The Food and Drug Administration and IBM Watson Health are forming a partnership to investigate potential ways that blockchain technology can be used in healthcare.

The agency and IBM subsidiary have signed a two-year agreement that will enable them to jointly explore ways to use the emerging technology. Initial efforts will focus on oncology-related data.

Proponents of blockchain technology believe it could have wide applicability in healthcare. It enables the collection of data from a variety of sources, and keeps an audit trail of transactions, thus establishing accountability and transparency in the data exchange process.

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The FDA and IBM Watson Health will look at ways blockchain technology can enable healthcare entities to work together with more trust. They believe the technology can support the exchange of “owner-mediated data from several sources,” such as electronic health records, clinical trials, genomic data and information gathered from currently untapped information sources, such as mobile devices, wearable’s and Internet of Thing devices.

Initial efforts of the partners will focus on how a blockchain framework can assist public health efforts.

“One aspect of the FDA’s role as a regulatory science agency is to conduct research that informs the development of new tools, standards, and approaches to assess the safety, efficacy, quality, and performance of all FDA-regulated products,” said Sean Khozin, MD, senior medical officer, Office of hematology and oncology products, Center for Drug Evaluation and Research at the FDA. “By studying blockchain technology, the FDA is contributing to the advancement of clinical research by testing novel frameworks for secure exchange of valuable patient-level health data at scale.”

It’s this wider view of patient information that will assist researchers in improving research initiatives, says Shahram Ebadollahi, vice president for innovations and chief science officer for IBM Watson Health.

“One of the issues in research is the availability of a longitudinal record of patient information that offers a 360 degree view of the patient,” Ebadollahi says. “There’s been no central place to put the data. Blockchain offers the opportunity to produce value and outcomes on the distributed ledger, interoperability, privacy and security, while putting the patient in the center.

Shahram Ebadollahi

The initiative will be built on IBM’s work in developing and advancing blockchain technology, Ebadollahi adds. For example, IBM is a founding member and key contributor to the Linux Foundation's Hyperledger project, a key underpinning for blockchain.

Under the research agreement, the FDA will work directly with IBM Watson Health. It will leverage the agency’s technical and organizational resources from its Information Exchange and Data Transformation (INFORMED) initiative. “That’s an FDA big data initiative designed to support novel scientific research using large clinical trial datasets and emerging pipelines of data from sources such as electronic medical record systems, biometric monitoring devices and wearable technologies,” Khozin says.

IBM Watson Health and the FDA plan to share initial research findings by the end of 2017, he adds.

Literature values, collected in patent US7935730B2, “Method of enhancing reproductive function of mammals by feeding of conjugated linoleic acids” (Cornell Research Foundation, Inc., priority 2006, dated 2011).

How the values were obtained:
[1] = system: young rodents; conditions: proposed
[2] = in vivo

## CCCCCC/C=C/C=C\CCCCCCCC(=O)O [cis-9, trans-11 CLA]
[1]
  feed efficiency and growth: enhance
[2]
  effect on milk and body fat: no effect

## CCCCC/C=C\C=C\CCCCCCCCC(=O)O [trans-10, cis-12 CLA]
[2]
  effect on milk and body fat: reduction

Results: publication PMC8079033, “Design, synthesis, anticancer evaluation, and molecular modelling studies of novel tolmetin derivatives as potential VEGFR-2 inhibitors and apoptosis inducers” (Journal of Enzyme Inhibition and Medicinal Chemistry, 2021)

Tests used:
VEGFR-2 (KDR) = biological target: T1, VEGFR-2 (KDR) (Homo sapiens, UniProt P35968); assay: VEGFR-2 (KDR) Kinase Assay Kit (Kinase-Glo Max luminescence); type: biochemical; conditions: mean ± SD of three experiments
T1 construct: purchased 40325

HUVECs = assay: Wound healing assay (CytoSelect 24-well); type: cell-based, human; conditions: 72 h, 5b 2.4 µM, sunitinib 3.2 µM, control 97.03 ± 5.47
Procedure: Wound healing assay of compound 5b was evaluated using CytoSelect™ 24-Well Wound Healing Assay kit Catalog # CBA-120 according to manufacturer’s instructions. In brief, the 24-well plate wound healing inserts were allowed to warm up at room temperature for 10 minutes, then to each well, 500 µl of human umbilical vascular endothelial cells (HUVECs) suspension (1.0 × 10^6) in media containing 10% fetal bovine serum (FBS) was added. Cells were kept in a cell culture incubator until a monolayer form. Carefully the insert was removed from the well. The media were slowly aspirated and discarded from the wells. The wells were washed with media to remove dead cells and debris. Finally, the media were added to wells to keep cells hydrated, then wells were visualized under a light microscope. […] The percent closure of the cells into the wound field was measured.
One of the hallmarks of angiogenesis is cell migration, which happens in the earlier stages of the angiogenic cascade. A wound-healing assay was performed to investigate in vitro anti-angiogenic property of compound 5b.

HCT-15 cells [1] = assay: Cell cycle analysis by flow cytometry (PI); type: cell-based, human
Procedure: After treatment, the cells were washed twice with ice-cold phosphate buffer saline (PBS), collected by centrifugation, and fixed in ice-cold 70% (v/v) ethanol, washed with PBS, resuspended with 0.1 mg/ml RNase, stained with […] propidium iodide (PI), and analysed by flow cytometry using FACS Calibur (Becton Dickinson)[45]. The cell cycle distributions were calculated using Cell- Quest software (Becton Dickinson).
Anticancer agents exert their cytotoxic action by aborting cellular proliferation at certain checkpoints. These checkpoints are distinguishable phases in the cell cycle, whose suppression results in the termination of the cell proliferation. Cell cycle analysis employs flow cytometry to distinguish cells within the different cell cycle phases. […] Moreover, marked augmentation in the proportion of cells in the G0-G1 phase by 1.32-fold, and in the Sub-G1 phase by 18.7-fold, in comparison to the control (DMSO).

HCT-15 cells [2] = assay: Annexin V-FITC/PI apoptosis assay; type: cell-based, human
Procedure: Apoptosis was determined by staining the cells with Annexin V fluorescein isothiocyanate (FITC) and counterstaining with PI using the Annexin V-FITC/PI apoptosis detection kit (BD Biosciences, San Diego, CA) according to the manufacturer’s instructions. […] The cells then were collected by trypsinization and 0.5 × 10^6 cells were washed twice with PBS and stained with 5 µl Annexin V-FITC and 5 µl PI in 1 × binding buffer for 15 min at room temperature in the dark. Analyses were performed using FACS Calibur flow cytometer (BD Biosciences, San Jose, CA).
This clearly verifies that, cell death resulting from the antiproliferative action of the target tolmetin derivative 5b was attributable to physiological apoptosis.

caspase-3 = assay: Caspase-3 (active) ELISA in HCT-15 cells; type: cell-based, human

The federal agency sees a variety of potential benefits from investigating how blockchain could be used in healthcare and focusing efforts on demonstrating its value in specific use cases, Khozin adds.

“Vast amounts of patient data are generated in the public health sector,” he notes. “This data has the potential to help researchers develop more effective and safer treatments for patients, especially in life-threatening disease areas like cancer, which has seen a huge rise in the use of personalized and targeted therapies for disease treatment.

“Blockchain technology has the potential to support secure exchange of large volumes of data while ensuring patient privacy and maintaining data integrity,” he adds. “These are critical features of a scalable data exchange ecosystem that can support high-quality research while safeguarding against breaches of sensitive patient-level data.”

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The initiative gives IBM and its Watson Health division an opportunity to show whether blockchain can live up to the hype that’s growing around its potential to meet vexing issues in healthcare IT.

As the promise of blockchain in healthcare becomes clearer, IBM will work to define and build the technological solution for a scalable and decentralized data sharing ecosystem, Ebadollahi

“The healthcare industry is undergoing significant changes due to the vast amounts of disparate data being generated. Blockchain technology provides a highly secure, decentralized framework for data sharing that will accelerate innovation throughout the industry,” he says.

The initial focus on oncology with the FDA make sense because it’s “a domain to test the technology and see how it maps to various use cases,” he adds. “We’re looking to build a patient-mediated electronic health data exchange. There’s many reasons for doing this, chief among them the issue of trust—can you put faith in the data you’re looking at. With blockchain, we feel it can be a remedy for that.

“We’re very excited about this, and there’s no better partner for us than the FDA,” Ebadollahi says. “They know about our knowledge of blockchain, and this gives us a matter of mutual interest from which the public can gain benefit.”

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